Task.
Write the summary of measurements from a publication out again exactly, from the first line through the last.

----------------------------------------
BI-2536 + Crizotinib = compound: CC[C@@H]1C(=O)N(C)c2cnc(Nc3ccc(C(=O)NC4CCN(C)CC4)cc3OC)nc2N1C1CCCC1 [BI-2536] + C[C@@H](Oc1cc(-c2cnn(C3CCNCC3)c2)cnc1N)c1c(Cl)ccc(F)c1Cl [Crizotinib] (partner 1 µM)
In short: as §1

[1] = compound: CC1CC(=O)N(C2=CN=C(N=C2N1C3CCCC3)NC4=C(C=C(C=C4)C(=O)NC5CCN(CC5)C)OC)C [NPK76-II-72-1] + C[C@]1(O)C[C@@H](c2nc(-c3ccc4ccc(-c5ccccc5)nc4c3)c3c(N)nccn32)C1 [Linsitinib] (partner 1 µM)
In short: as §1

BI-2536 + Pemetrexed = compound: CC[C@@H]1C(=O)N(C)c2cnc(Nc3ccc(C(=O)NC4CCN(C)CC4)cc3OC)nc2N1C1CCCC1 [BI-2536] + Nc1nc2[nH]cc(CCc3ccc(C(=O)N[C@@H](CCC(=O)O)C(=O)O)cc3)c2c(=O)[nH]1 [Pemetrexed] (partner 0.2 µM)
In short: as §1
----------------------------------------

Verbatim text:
BI-2536 + Crizotinib = compound: CC[C@@H]1C(=O)N(C)c2cnc(Nc3ccc(C(=O)NC4CCN(C)CC4)cc3OC)nc2N1C1CCCC1 [BI-2536] + C[C@@H](Oc1cc(-c2cnn(C3CCNCC3)c2)cnc1N)c1c(Cl)ccc(F)c1Cl [Crizotinib] (partner 1 µM)
In short: as §1

[1] = compound: CC1CC(=O)N(C2=CN=C(N=C2N1C3CCCC3)NC4=C(C=C(C=C4)C(=O)NC5CCN(CC5)C)OC)C [NPK76-II-72-1] + C[C@]1(O)C[C@@H](c2nc(-c3ccc4ccc(-c5ccccc5)nc4c3)c3c(N)nccn32)C1 [Linsitinib] (partner 1 µM)
In short: as §1

BI-2536 + Pemetrexed = compound: CC[C@@H]1C(=O)N(C)c2cnc(Nc3ccc(C(=O)NC4CCN(C)CC4)cc3OC)nc2N1C1CCCC1 [BI-2536] + Nc1nc2[nH]cc(CCc3ccc(C(=O)N[C@@H](CCC(=O)O)C(=O)O)cc3)c2c(=O)[nH]1 [Pemetrexed] (partner 0.2 µM)
In short: as §1